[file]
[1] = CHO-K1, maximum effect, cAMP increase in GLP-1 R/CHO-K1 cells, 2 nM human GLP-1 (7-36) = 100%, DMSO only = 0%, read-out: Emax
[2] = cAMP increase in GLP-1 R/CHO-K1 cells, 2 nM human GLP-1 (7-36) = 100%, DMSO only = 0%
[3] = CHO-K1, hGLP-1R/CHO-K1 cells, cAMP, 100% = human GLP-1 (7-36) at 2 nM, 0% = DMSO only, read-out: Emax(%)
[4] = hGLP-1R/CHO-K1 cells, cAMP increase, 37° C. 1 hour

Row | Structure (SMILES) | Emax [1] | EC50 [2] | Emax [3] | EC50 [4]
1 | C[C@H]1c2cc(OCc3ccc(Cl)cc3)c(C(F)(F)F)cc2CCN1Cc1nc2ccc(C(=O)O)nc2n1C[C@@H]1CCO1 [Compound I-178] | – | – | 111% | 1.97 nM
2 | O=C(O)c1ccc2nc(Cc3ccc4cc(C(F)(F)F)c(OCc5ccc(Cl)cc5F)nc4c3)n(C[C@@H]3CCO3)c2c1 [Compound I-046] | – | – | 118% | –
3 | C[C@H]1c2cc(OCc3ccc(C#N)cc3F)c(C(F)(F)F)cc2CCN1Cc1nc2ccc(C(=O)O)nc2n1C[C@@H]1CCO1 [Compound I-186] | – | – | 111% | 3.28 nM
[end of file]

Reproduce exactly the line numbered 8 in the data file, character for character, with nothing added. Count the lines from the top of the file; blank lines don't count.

3 | C[C@H]1c2cc(OCc3ccc(C#N)cc3F)c(C(F)(F)F)cc2CCN1Cc1nc2ccc(C(=O)O)nc2n1C[C@@H]1CCO1 [Compound I-186] | – | – | 111% | 3.28 nM